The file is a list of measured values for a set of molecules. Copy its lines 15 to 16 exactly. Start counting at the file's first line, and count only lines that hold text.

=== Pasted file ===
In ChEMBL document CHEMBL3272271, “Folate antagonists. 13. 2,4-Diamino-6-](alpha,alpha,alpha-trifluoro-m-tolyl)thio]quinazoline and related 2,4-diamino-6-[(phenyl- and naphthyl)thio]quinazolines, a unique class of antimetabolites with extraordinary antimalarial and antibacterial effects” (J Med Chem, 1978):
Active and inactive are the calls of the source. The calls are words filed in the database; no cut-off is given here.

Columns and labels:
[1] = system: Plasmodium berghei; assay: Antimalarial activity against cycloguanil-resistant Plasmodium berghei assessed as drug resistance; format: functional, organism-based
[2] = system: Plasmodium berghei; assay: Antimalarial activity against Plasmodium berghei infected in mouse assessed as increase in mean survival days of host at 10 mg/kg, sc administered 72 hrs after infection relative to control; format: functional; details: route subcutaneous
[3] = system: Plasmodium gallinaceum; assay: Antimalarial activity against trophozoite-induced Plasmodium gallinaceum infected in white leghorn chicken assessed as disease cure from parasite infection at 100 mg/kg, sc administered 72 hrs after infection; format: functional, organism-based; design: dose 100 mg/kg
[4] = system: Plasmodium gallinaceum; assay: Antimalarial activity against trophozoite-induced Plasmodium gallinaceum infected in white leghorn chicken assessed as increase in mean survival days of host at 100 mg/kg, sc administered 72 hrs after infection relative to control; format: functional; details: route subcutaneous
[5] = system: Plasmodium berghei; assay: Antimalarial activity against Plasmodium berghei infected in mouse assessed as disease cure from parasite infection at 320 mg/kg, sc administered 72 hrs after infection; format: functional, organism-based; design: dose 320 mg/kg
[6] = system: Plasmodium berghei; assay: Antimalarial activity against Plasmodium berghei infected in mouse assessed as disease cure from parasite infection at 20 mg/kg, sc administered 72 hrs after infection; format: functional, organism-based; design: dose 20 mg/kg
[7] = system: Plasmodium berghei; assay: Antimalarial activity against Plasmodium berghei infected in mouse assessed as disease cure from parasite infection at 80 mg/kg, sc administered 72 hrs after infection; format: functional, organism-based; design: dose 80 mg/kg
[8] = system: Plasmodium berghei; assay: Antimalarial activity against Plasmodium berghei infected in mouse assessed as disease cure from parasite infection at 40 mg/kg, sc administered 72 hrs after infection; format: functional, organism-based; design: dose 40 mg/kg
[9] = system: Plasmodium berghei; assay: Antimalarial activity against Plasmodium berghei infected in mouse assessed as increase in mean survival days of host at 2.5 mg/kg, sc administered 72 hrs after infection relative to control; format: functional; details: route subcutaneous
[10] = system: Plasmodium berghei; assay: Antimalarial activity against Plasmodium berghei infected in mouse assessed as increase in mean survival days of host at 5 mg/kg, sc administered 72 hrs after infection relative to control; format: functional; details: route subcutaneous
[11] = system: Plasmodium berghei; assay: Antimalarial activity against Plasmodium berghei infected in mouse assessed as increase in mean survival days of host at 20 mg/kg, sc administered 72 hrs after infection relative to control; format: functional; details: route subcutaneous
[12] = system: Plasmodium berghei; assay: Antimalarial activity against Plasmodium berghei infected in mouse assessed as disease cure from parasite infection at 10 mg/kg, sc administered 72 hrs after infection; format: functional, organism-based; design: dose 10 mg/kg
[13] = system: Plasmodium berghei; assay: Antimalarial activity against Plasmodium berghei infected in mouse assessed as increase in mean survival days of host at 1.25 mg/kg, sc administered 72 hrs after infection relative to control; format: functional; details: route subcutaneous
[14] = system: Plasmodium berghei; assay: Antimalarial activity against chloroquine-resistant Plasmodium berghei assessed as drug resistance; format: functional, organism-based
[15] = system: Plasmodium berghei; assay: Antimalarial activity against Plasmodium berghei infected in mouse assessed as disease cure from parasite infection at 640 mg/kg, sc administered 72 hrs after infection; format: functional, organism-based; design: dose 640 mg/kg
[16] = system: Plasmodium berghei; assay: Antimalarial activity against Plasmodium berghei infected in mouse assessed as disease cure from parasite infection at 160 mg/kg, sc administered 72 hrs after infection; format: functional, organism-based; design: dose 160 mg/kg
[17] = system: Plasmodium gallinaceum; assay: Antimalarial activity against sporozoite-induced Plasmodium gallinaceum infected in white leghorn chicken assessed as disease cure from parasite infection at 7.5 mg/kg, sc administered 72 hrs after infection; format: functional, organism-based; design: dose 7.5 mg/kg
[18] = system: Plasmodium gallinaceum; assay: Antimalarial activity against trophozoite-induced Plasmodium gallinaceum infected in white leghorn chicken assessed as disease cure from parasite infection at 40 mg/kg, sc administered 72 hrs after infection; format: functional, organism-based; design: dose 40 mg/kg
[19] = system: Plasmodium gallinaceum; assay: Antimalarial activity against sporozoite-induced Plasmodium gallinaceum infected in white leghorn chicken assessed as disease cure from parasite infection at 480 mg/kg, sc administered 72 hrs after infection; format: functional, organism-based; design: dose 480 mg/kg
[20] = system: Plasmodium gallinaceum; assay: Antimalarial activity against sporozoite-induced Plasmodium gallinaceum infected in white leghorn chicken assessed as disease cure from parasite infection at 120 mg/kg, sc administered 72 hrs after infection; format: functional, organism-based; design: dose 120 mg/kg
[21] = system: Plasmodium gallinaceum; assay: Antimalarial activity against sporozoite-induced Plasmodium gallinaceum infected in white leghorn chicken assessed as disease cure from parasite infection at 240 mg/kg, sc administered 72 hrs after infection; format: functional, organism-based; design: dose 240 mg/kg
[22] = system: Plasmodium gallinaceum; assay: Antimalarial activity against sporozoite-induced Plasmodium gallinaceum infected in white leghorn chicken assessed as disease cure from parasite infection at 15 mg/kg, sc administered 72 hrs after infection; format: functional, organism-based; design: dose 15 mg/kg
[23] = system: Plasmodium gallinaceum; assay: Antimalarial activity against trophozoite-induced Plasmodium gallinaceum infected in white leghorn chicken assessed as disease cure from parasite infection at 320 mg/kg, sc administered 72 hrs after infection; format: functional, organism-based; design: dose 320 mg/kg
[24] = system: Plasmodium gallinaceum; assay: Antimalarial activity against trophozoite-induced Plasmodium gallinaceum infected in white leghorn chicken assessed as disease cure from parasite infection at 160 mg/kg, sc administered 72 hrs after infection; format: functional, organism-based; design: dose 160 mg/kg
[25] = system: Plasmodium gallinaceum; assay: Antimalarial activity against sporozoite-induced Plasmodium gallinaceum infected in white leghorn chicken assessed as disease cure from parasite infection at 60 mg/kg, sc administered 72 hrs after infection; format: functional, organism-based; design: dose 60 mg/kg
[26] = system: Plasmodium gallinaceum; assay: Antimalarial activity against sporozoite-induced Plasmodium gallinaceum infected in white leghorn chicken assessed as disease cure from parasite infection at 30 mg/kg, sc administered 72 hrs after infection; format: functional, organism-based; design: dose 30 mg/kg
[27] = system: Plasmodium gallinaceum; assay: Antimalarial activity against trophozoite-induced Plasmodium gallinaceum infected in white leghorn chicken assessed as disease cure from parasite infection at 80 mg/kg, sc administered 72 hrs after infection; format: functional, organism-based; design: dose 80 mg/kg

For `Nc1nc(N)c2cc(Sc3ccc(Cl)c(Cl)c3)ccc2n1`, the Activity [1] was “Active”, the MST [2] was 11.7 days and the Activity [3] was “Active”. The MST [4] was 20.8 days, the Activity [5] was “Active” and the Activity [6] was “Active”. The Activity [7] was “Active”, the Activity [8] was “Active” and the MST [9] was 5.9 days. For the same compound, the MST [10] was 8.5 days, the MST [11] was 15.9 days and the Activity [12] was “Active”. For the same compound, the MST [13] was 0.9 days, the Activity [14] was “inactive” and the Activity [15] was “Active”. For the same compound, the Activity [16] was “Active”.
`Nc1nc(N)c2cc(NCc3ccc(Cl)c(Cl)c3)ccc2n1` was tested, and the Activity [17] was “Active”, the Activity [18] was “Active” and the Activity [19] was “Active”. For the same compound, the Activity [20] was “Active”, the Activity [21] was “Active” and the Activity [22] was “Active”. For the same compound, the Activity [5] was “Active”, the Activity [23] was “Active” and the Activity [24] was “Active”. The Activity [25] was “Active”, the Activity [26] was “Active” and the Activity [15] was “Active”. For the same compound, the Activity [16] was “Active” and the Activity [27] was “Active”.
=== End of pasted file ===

[12] = system: Plasmodium berghei; assay: Antimalarial activity against Plasmodium berghei infected in mouse assessed as disease cure from parasite infection at 10 mg/kg, sc administered 72 hrs after infection; format: functional, organism-based; design: dose 10 mg/kg
[13] = system: Plasmodium berghei; assay: Antimalarial activity against Plasmodium berghei infected in mouse assessed as increase in mean survival days of host at 1.25 mg/kg, sc administered 72 hrs after infection relative to control; format: functional; details: route subcutaneous